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The diversity of viruses infecting humans
  • Published Date:
    December 12 2011
  • Source:
    Biodiversity (Nepean). 2006; 7(1):34-37
Filetype[PDF-832.01 KB]


Details:
  • Alternative Title:
    Biodiversity (Nepean)
  • Personal Author:
  • Description:
    Most human viruses have been discovered through the diseases they cause in animals, plants, bacteria or fungi. Recent finds include human bocaviruses, which now seem to have a global distribution, and cause respiratory tract disease in infants, and several new pathogenic human coronaviruses. The SARS coronavirus, genetically distinct from all previously known coronaviruses, caused a disease which was highly transmissible and very severe, eventually leading to 8000 cases worldwide with over 800 deaths. Many viruses which are transmitted to humans by invertebrates, such as insects or ticks, have the ability to infect and replicate in cells of both vertebrate and invertebrate origin. However human virology is a rapidly expanding field and recent technologies such as the polymerase chain reaction (PCR) amplification system have made it possible to look for previously unrecognized viruses which may or may not be involved in pathogenesis. For example viruses in the genus Anellovirus are found in 80% of human blood samples yet do not seem to cause any disease. This paper overviews known human vertebrate viruses, more recent discoveries, and recommends a systematic search for viruses which may already infect the human population but have so far remained undetected.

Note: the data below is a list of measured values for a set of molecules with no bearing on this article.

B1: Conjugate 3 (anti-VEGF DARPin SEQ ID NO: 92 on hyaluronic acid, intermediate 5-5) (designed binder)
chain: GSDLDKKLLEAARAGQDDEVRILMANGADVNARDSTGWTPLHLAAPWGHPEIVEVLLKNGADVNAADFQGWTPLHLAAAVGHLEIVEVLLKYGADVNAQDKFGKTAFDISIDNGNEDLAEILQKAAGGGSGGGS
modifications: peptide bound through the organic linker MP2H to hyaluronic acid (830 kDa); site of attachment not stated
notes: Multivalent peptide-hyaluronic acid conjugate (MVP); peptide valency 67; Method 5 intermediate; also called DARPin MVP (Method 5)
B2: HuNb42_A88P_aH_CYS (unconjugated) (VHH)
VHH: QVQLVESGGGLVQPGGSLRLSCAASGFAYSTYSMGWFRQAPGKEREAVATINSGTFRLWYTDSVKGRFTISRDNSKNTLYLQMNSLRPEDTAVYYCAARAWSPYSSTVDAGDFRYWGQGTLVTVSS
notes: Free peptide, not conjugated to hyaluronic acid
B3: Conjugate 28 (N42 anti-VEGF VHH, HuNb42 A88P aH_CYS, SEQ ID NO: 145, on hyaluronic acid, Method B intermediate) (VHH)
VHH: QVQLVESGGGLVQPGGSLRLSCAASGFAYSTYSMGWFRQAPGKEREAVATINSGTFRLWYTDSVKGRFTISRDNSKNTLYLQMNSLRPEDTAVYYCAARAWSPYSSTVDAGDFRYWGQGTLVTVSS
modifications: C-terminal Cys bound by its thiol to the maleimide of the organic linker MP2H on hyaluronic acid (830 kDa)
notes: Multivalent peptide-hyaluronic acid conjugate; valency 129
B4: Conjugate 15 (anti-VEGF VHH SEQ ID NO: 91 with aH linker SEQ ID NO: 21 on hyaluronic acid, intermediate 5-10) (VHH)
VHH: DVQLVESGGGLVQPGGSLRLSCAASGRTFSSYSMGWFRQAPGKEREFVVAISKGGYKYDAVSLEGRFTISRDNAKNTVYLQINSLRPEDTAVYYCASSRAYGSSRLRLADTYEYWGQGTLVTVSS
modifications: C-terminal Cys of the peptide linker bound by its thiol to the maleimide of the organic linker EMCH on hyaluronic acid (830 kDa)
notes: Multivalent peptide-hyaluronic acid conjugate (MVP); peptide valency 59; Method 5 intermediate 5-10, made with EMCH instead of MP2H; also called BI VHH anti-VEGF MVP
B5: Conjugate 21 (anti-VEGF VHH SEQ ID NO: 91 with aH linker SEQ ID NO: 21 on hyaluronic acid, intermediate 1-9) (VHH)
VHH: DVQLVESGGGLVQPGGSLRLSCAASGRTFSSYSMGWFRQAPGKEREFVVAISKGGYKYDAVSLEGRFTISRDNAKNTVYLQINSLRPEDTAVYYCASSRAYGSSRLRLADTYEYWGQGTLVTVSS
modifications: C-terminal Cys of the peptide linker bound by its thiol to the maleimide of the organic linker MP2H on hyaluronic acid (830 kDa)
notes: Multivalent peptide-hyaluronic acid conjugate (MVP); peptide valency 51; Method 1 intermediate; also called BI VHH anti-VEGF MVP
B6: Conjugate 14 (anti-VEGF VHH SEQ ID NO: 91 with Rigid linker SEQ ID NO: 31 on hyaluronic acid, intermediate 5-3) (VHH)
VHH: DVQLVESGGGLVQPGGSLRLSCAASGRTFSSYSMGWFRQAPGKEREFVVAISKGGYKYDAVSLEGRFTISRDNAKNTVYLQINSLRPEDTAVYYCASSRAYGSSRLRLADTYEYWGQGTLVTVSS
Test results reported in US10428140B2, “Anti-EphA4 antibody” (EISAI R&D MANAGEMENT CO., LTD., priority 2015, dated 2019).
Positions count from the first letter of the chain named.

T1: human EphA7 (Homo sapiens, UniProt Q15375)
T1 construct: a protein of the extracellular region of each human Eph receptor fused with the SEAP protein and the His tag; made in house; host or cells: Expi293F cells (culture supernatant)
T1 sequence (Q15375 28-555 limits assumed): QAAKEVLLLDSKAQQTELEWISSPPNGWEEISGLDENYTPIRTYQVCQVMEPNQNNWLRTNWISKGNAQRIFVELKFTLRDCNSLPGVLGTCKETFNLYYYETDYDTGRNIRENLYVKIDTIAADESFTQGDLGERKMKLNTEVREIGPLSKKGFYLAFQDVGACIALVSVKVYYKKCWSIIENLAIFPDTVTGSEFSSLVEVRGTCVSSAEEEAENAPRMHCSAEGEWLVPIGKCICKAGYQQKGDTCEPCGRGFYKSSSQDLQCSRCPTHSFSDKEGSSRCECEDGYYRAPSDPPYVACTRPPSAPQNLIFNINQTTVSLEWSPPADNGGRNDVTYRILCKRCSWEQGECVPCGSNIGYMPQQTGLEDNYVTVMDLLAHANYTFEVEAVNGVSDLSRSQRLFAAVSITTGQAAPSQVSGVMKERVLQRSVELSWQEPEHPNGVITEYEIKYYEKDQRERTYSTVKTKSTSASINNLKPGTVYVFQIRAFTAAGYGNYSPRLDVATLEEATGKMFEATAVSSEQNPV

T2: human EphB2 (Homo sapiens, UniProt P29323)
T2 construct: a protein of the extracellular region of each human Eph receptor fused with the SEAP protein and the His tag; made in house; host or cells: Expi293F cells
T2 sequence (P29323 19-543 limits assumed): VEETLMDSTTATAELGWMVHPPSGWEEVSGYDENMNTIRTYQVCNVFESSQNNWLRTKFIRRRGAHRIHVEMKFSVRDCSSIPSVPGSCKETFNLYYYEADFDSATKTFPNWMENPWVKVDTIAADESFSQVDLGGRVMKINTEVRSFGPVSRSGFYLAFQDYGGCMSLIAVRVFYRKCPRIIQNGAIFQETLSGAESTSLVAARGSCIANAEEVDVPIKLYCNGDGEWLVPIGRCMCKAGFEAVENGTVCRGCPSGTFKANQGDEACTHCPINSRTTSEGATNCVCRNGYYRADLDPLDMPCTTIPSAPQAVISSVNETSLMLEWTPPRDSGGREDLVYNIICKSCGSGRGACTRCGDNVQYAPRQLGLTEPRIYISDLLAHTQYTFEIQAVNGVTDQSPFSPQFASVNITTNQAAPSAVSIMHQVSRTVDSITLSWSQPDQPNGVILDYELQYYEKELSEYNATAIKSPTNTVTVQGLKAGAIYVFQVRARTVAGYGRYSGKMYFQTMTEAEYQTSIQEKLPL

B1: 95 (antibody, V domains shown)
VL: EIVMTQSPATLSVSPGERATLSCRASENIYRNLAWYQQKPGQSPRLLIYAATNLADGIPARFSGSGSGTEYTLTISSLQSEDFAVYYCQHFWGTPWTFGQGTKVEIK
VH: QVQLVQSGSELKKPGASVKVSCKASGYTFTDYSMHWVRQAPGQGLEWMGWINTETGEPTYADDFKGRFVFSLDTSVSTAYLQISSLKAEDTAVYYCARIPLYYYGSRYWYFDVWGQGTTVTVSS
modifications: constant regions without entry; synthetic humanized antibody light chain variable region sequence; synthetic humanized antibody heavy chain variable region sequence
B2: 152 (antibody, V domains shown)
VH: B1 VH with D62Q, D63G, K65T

• Subject:
  • Pubmed Central ID:
    PMC7154301
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